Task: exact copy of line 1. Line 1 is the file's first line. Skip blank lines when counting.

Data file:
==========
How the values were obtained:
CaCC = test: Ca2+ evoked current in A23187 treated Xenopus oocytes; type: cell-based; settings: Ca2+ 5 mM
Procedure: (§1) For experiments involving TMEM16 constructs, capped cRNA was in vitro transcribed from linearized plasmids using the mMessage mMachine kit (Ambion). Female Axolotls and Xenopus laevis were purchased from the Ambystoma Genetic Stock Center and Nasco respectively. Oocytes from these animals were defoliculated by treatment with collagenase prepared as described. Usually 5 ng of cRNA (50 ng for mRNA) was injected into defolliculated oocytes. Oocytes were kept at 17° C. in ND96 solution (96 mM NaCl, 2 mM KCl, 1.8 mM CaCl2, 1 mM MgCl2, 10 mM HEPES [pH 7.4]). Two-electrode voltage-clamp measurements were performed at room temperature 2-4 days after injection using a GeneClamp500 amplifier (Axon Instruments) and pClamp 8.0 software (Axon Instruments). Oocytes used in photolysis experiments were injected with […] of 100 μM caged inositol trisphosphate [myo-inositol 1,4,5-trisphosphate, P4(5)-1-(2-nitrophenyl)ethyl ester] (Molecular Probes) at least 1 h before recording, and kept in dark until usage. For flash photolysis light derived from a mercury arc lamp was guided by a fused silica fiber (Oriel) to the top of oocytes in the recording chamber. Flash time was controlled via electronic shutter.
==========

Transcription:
How the values were obtained: